Call Reluctance: When Salespeople Need a Checkup from the Neck Up
Call-Reluctance Case Study #2: Suzy
Note: The following case study is a fictional account of a salesperson loosely based on an actual salesperson the author has known or has been associated with.
Suzy has been selling for Superior Security for over three years and has enjoyed moderate success. She knows her product and is passionate about the need for professionally installed Security Systems. However, Suzy lags behind most of the other salespeople in her company. Even salespeople, that started well after her, not as knowledgeable as she is, regularly outperform her.
During a sales meeting, Suzy’s sales manager asks one of the newer salespeople, Melissa, how she managed to get going so quickly. Melissa’s sales were even with Susie’s after only working six months for the company. Melissa’s reply was that, shortly after getting the job, she did as the sales trainer suggested. She mailed a short announcement note to everyone she knew informing them of her employment with Superior Security Systems. Once again, as instructed, she followed up each letter with a personal phone call asking for their assistance. The notes and calls paid off. She began getting leads from friends and relatives.
As Suzy listens to Melissa’s story, she says to herself, “No way! No way will I involve my family and friends. I haven’t up to now, and I won’t in the future.”
Why does Suzy feel as she does? What is so hard or distasteful about calling on friends or relatives? Suzy apparently feels there is a problem with it. Do you?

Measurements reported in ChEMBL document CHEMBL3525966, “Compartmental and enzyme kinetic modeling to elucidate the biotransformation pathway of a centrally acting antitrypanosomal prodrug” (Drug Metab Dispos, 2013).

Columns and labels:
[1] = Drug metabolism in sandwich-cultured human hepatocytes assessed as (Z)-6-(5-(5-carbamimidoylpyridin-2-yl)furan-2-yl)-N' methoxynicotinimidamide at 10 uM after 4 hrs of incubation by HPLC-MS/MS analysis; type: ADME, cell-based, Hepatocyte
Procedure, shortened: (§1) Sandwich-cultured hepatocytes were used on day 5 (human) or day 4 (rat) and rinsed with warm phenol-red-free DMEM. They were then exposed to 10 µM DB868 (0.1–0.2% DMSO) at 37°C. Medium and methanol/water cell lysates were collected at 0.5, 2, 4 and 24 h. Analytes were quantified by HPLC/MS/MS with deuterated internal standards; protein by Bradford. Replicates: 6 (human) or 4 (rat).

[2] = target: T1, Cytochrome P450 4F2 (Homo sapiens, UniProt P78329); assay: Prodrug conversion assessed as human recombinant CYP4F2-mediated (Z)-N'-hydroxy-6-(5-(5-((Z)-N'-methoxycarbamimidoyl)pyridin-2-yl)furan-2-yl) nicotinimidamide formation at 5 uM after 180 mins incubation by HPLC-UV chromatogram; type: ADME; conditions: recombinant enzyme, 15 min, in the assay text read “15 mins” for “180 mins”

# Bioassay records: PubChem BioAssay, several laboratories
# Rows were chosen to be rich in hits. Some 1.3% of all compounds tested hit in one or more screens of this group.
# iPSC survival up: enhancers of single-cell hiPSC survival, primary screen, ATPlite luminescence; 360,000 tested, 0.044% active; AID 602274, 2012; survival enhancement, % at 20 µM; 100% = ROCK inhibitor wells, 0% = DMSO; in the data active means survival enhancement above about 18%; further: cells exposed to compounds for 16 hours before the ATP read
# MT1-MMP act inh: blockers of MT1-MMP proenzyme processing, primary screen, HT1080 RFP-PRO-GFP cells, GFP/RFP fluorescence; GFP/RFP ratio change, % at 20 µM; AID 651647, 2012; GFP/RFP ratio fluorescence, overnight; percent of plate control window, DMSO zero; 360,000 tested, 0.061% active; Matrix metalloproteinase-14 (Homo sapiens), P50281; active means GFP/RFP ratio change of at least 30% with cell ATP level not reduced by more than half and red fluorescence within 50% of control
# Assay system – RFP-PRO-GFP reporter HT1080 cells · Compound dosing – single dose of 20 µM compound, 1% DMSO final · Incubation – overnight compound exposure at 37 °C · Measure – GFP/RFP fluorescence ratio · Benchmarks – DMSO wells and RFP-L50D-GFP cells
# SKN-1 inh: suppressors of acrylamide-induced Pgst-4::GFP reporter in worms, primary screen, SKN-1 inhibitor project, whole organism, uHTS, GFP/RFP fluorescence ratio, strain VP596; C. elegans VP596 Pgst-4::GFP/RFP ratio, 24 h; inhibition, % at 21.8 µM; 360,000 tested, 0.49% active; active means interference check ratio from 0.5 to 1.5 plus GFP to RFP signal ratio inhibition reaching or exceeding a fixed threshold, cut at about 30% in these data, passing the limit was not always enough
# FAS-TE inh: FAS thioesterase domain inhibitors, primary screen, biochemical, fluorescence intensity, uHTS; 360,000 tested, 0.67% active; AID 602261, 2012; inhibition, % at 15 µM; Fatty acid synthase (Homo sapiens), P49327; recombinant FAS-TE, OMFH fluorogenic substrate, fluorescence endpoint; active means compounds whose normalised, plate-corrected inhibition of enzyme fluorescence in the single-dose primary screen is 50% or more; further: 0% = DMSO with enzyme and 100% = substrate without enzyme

Suzy suffers from two contact style problems. First, Suzy is hesitant to call on friends, which is a symptom of “Separationist Call Reluctance.” She is emotionally resistant to mixing business interests with friendships. Salespeople with this malady find it difficult to prospect for sales among personal friends or even to ask them for referrals. She avoids even telling friends about what she does for fear of the perception that she is attempting to sell them.
Second, she is hesitant to call on family members, “Un-emancipated Call Reluctance.” She is resistant to mixing business and family. Salespeople with this problem find it extremely difficult, if not impossible; to prospect for new business among family members or even ask them for referrals. Suzy feels this way despite her firm belief in her company.
How did Suzy acquire these career-limiting psychological maladies? Was she born with them? Were they developed through her training? Did management in her company subliminally suggest them? Had she suffered an earlier traumatic sales experience that caused her to feel as she does?
People aren’t born with the fear of calling on or selling to friends or family. That feeling is acquired, taught by people whose opinion they respect.
Well-intentioned sales trainers can plant the seed through their suggestions regarding how their trainees should develop new sales opportunities. Management can pass along their bias. And certainly negative sales experiences, perhaps with a friend or relative attempting to sell to her, or a former company whose entire focus was having salespeople sell to friends and relatives, could have deeply influenced her call reluctance.
George W. Dudley and Shannon L. Goodson
– The Psychology of Sales Call Reluctance: Earning What You’re Worth in Sales.
When you gaze into your psychological mirror do you recognize this person? Is it you? Is it someone you know, or that works for you?
If you suspect you or someone you know has this problem there is a test you can administer that will help ferret out the problem. Contact me by email and I will direct to a professional you can get help from.
Book Title by Lou
The Formula for selling Alarm Systems
Surviving in the Security Alarm Business
Managing to Sell
Gerencia de Ventas Efectiva
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